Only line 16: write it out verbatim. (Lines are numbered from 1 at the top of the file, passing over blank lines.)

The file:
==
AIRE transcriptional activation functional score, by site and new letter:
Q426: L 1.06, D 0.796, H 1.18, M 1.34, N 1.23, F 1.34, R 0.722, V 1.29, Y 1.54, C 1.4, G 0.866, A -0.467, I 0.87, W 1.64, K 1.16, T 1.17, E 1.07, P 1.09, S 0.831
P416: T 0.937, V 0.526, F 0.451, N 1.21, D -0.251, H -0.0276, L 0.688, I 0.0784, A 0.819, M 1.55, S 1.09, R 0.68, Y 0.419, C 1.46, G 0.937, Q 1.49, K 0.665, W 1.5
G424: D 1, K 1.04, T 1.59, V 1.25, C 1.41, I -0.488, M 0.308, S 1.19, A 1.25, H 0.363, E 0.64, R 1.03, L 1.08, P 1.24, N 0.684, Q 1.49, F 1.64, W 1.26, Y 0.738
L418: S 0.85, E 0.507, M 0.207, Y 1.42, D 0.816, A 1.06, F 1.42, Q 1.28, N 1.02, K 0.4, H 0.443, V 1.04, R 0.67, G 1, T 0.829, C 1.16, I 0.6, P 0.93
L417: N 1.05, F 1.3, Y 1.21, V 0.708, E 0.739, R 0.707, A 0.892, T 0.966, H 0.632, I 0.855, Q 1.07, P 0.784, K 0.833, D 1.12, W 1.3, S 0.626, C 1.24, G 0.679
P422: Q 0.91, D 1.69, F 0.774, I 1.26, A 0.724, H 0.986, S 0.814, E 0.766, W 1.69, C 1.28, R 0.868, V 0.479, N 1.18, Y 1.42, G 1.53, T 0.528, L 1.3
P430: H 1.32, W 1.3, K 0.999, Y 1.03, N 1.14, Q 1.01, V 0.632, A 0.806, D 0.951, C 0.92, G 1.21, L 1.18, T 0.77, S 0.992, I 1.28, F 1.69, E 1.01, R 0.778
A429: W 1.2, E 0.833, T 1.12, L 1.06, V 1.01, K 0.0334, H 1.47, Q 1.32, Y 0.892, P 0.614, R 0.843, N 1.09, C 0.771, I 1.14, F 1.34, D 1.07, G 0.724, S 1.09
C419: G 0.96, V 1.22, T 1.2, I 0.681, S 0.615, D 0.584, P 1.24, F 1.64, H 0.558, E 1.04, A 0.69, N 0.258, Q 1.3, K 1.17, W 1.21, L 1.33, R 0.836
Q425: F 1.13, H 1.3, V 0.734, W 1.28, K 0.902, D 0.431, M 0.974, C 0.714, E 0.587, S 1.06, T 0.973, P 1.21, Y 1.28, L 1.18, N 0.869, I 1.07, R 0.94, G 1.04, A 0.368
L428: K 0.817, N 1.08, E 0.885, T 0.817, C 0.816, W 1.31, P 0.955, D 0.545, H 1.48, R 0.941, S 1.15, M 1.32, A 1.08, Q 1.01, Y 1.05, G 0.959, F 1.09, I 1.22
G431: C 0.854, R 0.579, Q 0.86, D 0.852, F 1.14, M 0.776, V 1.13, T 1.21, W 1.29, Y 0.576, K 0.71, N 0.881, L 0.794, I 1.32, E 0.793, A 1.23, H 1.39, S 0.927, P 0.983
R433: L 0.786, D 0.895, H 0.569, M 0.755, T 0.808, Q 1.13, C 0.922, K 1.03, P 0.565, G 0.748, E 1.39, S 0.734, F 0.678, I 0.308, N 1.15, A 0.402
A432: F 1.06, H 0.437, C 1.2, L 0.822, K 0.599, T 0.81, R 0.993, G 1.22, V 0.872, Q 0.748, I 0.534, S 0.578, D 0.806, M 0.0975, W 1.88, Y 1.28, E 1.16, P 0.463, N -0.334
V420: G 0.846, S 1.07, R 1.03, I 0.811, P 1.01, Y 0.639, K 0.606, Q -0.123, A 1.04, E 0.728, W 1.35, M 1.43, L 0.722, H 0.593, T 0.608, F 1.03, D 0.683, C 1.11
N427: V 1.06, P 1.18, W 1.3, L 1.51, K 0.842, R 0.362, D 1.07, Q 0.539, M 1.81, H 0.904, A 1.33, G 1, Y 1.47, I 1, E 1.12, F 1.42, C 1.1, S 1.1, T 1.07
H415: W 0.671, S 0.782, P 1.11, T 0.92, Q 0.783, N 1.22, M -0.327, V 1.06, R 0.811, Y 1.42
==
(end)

V420: G 0.846, S 1.07, R 1.03, I 0.811, P 1.01, Y 0.639, K 0.606, Q -0.123, A 1.04, E 0.728, W 1.35, M 1.43, L 0.722, H 0.593, T 0.608, F 1.03, D 0.683, C 1.11